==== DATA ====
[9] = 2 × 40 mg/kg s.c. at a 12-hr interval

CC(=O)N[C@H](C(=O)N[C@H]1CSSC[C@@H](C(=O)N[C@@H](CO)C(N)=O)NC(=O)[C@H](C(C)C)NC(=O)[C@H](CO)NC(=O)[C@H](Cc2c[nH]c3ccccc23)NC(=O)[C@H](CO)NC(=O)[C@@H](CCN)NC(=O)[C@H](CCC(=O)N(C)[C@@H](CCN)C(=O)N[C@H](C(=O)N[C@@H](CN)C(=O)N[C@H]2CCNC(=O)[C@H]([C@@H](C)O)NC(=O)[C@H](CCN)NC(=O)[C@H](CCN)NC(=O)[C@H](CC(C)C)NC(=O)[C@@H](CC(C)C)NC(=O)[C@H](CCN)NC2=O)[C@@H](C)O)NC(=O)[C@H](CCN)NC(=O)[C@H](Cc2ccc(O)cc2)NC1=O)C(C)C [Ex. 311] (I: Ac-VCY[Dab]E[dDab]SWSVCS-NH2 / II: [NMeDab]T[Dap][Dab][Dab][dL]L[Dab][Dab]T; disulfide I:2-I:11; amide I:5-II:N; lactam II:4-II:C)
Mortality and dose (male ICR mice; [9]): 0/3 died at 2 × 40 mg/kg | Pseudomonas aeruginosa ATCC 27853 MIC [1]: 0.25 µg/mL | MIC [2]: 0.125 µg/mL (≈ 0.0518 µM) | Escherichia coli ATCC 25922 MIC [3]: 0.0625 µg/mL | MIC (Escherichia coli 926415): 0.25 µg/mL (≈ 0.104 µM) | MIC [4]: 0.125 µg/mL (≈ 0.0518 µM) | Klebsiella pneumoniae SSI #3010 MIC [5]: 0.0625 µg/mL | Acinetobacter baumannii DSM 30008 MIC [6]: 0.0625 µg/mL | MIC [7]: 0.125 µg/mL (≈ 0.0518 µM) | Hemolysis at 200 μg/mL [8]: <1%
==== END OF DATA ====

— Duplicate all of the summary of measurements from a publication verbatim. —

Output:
[9] = 2 × 40 mg/kg s.c. at a 12-hr interval

CC(=O)N[C@H](C(=O)N[C@H]1CSSC[C@@H](C(=O)N[C@@H](CO)C(N)=O)NC(=O)[C@H](C(C)C)NC(=O)[C@H](CO)NC(=O)[C@H](Cc2c[nH]c3ccccc23)NC(=O)[C@H](CO)NC(=O)[C@@H](CCN)NC(=O)[C@H](CCC(=O)N(C)[C@@H](CCN)C(=O)N[C@H](C(=O)N[C@@H](CN)C(=O)N[C@H]2CCNC(=O)[C@H]([C@@H](C)O)NC(=O)[C@H](CCN)NC(=O)[C@H](CCN)NC(=O)[C@H](CC(C)C)NC(=O)[C@@H](CC(C)C)NC(=O)[C@H](CCN)NC2=O)[C@@H](C)O)NC(=O)[C@H](CCN)NC(=O)[C@H](Cc2ccc(O)cc2)NC1=O)C(C)C [Ex. 311] (I: Ac-VCY[Dab]E[dDab]SWSVCS-NH2 / II: [NMeDab]T[Dap][Dab][Dab][dL]L[Dab][Dab]T; disulfide I:2-I:11; amide I:5-II:N; lactam II:4-II:C)
Mortality and dose (male ICR mice; [9]): 0/3 died at 2 × 40 mg/kg | Pseudomonas aeruginosa ATCC 27853 MIC [1]: 0.25 µg/mL | MIC [2]: 0.125 µg/mL (≈ 0.0518 µM) | Escherichia coli ATCC 25922 MIC [3]: 0.0625 µg/mL | MIC (Escherichia coli 926415): 0.25 µg/mL (≈ 0.104 µM) | MIC [4]: 0.125 µg/mL (≈ 0.0518 µM) | Klebsiella pneumoniae SSI #3010 MIC [5]: 0.0625 µg/mL | Acinetobacter baumannii DSM 30008 MIC [6]: 0.0625 µg/mL | MIC [7]: 0.125 µg/mL (≈ 0.0518 µM) | Hemolysis at 200 μg/mL [8]: <1%